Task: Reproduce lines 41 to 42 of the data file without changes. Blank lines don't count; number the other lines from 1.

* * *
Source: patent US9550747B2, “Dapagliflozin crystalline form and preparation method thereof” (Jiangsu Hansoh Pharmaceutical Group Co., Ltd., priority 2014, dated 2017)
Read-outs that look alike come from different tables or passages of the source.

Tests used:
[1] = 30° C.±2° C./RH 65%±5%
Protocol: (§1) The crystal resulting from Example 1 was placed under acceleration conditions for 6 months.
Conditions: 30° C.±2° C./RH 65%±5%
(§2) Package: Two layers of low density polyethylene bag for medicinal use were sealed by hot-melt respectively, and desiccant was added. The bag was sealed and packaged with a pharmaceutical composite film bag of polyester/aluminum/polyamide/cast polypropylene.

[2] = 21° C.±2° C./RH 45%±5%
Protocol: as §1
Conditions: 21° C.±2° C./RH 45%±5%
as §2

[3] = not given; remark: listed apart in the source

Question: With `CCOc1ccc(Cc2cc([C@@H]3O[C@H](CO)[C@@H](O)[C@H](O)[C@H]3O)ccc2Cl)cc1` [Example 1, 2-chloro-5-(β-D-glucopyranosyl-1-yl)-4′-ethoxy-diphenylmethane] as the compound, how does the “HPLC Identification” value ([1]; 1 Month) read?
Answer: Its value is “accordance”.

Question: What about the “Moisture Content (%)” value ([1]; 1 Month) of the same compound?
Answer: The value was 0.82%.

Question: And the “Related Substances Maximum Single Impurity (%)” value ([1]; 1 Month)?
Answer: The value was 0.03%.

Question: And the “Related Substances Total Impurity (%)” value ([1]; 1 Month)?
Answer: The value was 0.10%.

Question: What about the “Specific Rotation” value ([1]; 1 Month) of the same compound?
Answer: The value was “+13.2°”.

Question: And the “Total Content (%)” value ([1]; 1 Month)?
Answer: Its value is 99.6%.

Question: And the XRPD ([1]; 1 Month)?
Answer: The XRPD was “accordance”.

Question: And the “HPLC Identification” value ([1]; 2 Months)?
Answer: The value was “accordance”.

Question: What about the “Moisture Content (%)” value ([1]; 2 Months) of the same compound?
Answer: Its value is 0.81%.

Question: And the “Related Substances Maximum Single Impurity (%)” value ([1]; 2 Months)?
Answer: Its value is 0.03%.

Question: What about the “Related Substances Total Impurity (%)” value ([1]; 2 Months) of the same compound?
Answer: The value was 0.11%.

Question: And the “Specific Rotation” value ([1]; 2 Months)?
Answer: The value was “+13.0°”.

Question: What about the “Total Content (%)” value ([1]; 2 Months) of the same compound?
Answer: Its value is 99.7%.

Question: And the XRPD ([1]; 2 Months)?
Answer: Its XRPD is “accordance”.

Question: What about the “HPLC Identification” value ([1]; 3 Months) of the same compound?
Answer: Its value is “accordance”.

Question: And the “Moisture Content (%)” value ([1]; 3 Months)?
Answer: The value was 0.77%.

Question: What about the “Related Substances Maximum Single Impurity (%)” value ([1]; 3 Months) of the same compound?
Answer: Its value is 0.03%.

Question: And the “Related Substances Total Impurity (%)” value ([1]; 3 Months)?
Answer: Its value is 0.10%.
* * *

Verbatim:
Question: What about the “HPLC Identification” value ([1]; 3 Months) of the same compound?
Answer: Its value is “accordance”.